What's Causing Overreaction? An Experimental Investigation of Recency and the Hot-Hand Effect

22 Pages Posted: 8 Dec 2004

See all articles by Theo Offerman

Theo Offerman

University of Amsterdam - Faculty of Economics & Econometrics (FEE)

Joep Sonnemans

University of Amsterdam - Amsterdam School of Economics (ASE)

Abstract

A substantial body of empirical literature provides evidence of overreaction in markets. Past losers outperform past winners in stock markets as well as in sports markets. Two hypotheses are consistent with this observation. The recency hypothesis states that traders overweight recent information; they are too optimistic about winners and too pessimistic about losers. According to the hot-hand hypothesis, traders try to discover trends in the past record of a firm or a team, and thereby overestimate the autocorrelation in the series. An experimental design allows us to distinguish between these hypotheses. The evidence is consistent with the hot-hand hypothesis.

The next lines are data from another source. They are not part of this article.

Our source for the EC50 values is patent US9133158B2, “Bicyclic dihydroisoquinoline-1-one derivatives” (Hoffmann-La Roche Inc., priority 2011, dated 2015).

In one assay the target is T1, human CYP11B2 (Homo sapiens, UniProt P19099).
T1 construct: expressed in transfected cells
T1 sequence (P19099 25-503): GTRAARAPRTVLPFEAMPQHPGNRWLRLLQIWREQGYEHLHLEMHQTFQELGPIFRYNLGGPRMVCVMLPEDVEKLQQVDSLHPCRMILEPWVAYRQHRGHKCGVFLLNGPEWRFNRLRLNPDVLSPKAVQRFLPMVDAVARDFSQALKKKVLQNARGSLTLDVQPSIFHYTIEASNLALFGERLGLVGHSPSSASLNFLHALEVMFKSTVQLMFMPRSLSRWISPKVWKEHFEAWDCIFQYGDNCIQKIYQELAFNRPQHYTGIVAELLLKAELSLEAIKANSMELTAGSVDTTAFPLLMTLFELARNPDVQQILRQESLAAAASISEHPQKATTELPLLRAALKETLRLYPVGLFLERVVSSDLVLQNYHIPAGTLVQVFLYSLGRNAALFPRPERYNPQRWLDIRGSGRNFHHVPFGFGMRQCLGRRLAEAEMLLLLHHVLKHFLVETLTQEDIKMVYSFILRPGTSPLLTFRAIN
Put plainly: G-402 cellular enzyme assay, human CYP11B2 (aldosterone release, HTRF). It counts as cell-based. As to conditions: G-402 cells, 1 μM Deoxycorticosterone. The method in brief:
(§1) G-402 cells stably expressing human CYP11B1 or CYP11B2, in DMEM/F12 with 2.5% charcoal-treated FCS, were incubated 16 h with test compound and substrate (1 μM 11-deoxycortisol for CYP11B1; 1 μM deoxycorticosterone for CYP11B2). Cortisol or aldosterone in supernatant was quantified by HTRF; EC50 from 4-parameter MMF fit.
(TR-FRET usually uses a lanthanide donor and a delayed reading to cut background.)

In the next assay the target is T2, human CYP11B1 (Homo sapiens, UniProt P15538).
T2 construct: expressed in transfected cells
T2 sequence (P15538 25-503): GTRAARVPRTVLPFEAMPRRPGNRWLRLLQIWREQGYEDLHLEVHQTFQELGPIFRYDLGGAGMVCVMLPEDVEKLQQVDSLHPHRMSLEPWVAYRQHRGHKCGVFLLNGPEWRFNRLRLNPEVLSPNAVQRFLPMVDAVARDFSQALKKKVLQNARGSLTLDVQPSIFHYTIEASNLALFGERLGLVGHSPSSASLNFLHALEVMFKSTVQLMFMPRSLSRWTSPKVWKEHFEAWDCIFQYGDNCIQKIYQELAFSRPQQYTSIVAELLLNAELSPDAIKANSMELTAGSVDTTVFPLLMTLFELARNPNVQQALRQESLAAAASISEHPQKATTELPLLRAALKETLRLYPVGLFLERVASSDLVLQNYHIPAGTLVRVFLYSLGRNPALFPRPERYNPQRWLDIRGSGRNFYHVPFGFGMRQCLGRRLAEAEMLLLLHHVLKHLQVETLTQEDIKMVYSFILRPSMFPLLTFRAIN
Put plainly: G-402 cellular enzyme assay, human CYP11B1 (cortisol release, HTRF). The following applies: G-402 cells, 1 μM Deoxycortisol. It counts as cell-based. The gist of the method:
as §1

Suggested Citation

Offerman, Theo and Sonnemans, Joep, What's Causing Overreaction? An Experimental Investigation of Recency and the Hot-Hand Effect. Scandinavian Journal of Economics, Vol. 106, No. 3, pp. 533-554, September 2004. Available at SSRN: https://ssrn.com/abstract=623341

Theo Offerman (Contact Author)

University of Amsterdam - Faculty of Economics & Econometrics (FEE) ( email )

Roetersstraat 11
Amsterdam, 1018 WB
Netherlands
+31 20 525 4294 (Phone)
+31 20 525 5283 (Fax)

Joep Sonnemans

University of Amsterdam - Amsterdam School of Economics (ASE) ( email )

Roetersstraat 11
1018 WB Amsterdam
Netherlands
+31 20 525 4249 (Phone)
+31 20 525 5283 (Fax)

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